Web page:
Professor Harding’s main research interests are in how law operates in everyday life. She is interested in how people experience legal frameworks and how they make decisions about whether or not to use law. Her research to date has focused on the recognition and regulation of intimate and caring relationships. Her work straddles areas of equality law, family law, healthcare law, human rights and jurisprudence.
Her current research seeks to understand the ways that ideas of capacity operate in everyday legally relevant decision making. Her Everyday Decisions project (www.legalcapacity.org.uk) explores the place of law in the everyday lives of people with intellectual disabilities. Using qualitative research methods, this project interrogates how socio-legal understandings of ‘legal’ and ‘mental’ capacity interact in the everyday lives of people with intellectual disabilities, in order to generate new approaches to better support their everyday legally-relevant decision making. This research was funded by a British Academy Mid-Career Fellowship award.
She is currently building on her findings from the Everyday Decisions project to explore socio-legal dimensions of supported will-making. This work is funded by the University of Birmingham ESRC Impact Acceleration Account, and is in collaboration with the Law Commission.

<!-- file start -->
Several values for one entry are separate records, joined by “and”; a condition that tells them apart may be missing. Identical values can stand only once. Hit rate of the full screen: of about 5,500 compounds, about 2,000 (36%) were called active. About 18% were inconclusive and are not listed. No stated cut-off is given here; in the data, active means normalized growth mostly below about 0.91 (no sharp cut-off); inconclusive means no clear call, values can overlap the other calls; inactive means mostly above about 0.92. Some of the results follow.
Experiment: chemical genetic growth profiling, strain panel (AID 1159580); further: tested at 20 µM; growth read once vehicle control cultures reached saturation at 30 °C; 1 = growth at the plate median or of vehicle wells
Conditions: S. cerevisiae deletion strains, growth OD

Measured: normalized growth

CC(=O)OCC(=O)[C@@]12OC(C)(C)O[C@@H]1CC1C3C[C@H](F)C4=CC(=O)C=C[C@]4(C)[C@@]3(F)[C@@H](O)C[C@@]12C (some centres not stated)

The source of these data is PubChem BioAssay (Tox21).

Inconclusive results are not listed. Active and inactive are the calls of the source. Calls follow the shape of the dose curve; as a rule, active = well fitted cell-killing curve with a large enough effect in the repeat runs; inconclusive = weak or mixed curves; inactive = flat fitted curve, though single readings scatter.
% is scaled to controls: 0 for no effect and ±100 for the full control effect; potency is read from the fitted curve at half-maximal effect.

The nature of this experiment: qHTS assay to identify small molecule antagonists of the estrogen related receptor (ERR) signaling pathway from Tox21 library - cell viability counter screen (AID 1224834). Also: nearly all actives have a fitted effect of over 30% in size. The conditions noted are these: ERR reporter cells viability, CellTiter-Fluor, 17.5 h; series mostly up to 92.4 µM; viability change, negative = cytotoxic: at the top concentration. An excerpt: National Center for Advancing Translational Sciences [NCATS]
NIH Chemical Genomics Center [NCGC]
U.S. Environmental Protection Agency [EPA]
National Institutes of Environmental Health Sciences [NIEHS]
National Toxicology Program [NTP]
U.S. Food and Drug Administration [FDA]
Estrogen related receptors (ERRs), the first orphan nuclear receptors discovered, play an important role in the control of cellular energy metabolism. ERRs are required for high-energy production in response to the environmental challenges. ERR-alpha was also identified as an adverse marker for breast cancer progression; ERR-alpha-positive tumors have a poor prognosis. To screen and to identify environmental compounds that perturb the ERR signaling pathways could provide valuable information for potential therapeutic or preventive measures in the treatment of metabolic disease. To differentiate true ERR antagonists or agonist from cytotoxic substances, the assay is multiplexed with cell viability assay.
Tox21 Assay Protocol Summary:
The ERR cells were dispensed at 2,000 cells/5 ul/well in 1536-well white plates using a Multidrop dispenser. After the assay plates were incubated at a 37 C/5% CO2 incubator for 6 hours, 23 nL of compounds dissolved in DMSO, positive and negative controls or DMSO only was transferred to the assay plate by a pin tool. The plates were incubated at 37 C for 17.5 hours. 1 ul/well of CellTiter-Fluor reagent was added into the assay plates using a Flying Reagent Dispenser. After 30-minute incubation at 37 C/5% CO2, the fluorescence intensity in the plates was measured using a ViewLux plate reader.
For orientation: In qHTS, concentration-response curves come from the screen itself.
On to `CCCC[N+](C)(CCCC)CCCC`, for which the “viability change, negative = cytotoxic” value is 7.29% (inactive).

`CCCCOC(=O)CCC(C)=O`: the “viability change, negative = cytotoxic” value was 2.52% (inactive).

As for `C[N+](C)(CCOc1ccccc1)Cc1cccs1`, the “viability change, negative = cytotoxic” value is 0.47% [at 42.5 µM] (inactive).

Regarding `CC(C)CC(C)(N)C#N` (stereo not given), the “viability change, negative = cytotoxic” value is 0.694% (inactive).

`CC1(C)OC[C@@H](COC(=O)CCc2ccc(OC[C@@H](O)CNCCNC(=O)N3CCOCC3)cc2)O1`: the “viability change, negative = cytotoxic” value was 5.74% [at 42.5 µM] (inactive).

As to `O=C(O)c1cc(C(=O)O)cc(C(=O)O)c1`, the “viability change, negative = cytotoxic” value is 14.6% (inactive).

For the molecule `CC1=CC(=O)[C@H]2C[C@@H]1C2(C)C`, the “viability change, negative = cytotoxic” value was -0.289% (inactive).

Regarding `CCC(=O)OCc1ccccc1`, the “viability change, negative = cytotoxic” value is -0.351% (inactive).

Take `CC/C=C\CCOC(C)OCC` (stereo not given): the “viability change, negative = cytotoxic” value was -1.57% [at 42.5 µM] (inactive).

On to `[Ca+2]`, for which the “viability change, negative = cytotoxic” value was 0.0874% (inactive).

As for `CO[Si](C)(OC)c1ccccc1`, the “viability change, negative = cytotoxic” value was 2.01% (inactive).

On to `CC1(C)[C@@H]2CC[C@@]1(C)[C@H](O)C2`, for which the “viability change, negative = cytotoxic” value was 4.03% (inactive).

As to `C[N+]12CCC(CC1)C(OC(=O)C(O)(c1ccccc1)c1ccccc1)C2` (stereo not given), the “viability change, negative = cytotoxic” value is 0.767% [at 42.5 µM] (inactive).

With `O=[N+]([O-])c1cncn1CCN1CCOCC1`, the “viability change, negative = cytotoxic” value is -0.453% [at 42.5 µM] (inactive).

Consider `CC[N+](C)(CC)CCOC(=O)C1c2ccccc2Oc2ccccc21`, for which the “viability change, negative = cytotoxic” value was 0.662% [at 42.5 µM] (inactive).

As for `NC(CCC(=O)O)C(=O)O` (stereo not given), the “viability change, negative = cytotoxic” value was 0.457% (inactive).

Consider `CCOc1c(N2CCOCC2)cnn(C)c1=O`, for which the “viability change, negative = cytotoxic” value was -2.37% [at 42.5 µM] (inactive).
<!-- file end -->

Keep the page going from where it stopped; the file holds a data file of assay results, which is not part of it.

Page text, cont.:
Her recently published monograph, Duties to Care: Dementia, Relationality and Law (2017, Cambridge University Press) explores how carers of people with dementia experience the regulatory frameworks surrounding accessing help with and financial assistance for care, and the sources of formal and informal support utilised by carers of people with dementia, through topics including recent changes to powers of attorney, and the personalisation of care budgets. This work was funded by the British Academy. For more information see the Dementia Project website (www.dementiaproject.net), and the Birmingham Law School Research Spotlight 'Duties to Care: Why we all have a duty to care about Dementia'.
She was principal investigator of the AHRC Research Network ‘ReValuing Care: Perspectives from Gender, Sexuality and Law’ (www.revaluingcare.net), a partnership with the Universities of Adelaide, Keele and Queen Mary University of London. An edited collection of academic essays ReValuing Care in Theory, Law and Policy: Cycles and Connections (2017, Routledge, with Ruth Fletcher and Chris Beasley) has been published, drawing on work presented at the network events.